Political choices All towards a dead end

Look at Nepal from every angle and you will find it is stuck at a dead end. The dead end leaves no choice except to fight against each other. It is because choices are narrowing down with the changing goals of political actors. The Nepali Congress, for example, has reset its goal at complete democracy with or without the King. It has thereby left some room to accommodate the King if he is willing to be nice to it. The chances of the present King reconciling with it is nil because he does not like its company, especially its supremo, Girija Prasad Koirala. Hence, the choice before the Nepali Congress seems to be democracy without the King. A moderate and middle-roader like Shailja Acharya is outdated and obsolete.

It is all but clear that minus G P Koirala, the Nepali Congress is bound to go into the radical camp of Narahari Acharya. Hence, republicanism seems to be its emerging and unavoidable choice. If all roads lead to such a goal, why does it not face the reality and call a spade a spade? It is more the lack of courage than the hope of mending fences with the monarchy that is preventing the Congress from making the hard choice.

Let us take the CPN-UML which has set its new goal of democratic republic. Being communist by nature, it is comfortable with the slogan of republicanism. It thereby leaves no room for the King except to fight and finish. It had, after all, serious reservations about the 1990 Constitution and declared it as a stepping-stone towards a Democratic Republic. The only difference with the Maoists is on the question of violence — a means to achieve their common

end of republicanism. Under the circumstances, the rebels might give up arms, as they have to, sooner or later, but it is most unlikely that the UML will go violent in their future struggle. Can they go, then, together if the Maoists renounce violence? Logically, they should but they would not because of factors like personality cult and cadre character. The recent accord between them is only the outer understanding not backed by inner trust.

Going by their uncharacteristic democratic conduct, will it be proper to dub the CPN-UML, like the Maoists, as a diehard communist party? It is due to their more democratic than communist behaviour that prompted their international well-wishers to ask them to change their name and to reincarnate in their true nature of being a democratic party. There should be no problem as the real diehard communist cadre of the CPN-UML have already deserted it and joined the Maoists.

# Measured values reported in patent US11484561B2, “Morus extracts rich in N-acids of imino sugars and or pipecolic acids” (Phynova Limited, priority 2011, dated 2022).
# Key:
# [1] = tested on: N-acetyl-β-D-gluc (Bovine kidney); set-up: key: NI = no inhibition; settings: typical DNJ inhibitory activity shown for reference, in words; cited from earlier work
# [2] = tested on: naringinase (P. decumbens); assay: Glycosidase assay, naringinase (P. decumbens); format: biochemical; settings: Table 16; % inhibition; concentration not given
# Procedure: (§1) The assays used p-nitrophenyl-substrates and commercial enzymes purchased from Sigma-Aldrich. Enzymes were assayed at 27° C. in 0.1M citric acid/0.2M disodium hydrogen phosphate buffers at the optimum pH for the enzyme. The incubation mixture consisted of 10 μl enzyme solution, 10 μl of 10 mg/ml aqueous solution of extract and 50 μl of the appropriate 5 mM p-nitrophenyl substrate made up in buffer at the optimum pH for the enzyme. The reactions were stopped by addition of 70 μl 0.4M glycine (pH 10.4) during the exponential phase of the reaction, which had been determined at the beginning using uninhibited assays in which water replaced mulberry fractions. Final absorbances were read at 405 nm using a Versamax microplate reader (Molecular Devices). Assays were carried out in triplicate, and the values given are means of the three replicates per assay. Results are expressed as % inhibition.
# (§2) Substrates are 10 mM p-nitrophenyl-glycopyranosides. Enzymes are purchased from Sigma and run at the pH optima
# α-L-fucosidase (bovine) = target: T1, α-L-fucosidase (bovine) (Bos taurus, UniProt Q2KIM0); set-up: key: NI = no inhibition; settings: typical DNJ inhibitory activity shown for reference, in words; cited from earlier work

How many members of the CPN-UML will quit the party if it is renamed by dropping the word ‘communist’? Hardly any. Those who are radical are no longer there. Those who are liberal will not leave, as they would find the new identity minus communist more palatable. What prevents it from doing so? It is lack of courage more than a conviction to accept a changed reality of the CPN-UML as a political party.

On the part of the Maoists, the goal is clear. They want a People’s Republic. But short of it, they agree to come down to a democratic republic. Their short-term goal thus overlaps the long-term goal of the CPN-UML. They appear the same as far as the role of monarchy is concerned, i.e. none. They have resorted to the worst choice of taking up arms. The only alternative they have offered to abandon violence is a constituent assembly to frame a new constitution. To that extent, all the political parties have accepted the Maoist demand. The only bar dividing them is the question of violence. If they choose to drop the guns, we can

look forward to a unified peaceful struggle against the monarchy guarded by a unified security


The King’s goal is to establish a dominant monarchy with multiparty democracy. It means democracy under monarchy and not monarchy under democracy. In other words, it is a democracy to monarch’s taste and not a monarchy to democrats’ taste. Irrespective of the semantics, there is a dead end as there is no way the King wants to mend ways with parties.

There is a set and clear roadmap to move towards his goal. He has to remove all the roadblocks like the Constitution to reach the goal of monarchical democracy because the present Constitution is based on the concept of democratic monarchy. The irony is that this Constitution is only a means to achieve the end of ending it.

It was with the power derived from the Constitution that the parliament was ousted, the prime ministerial post was discarded, a state of emergency was imposed and the media was censored. But there stands the Supreme Court who may undo some of the controlling measures like the wanton arrests and ban on FM news broadcasts. Even the RCCC orders were thwarted by the judicial orders. The SC is seen as a big roadblock. You have to throw away the Constitution to throw the Court out. That is a pretty bad choice. But who knows one might accept it when none other is available.

Shrestha is a freelance journalist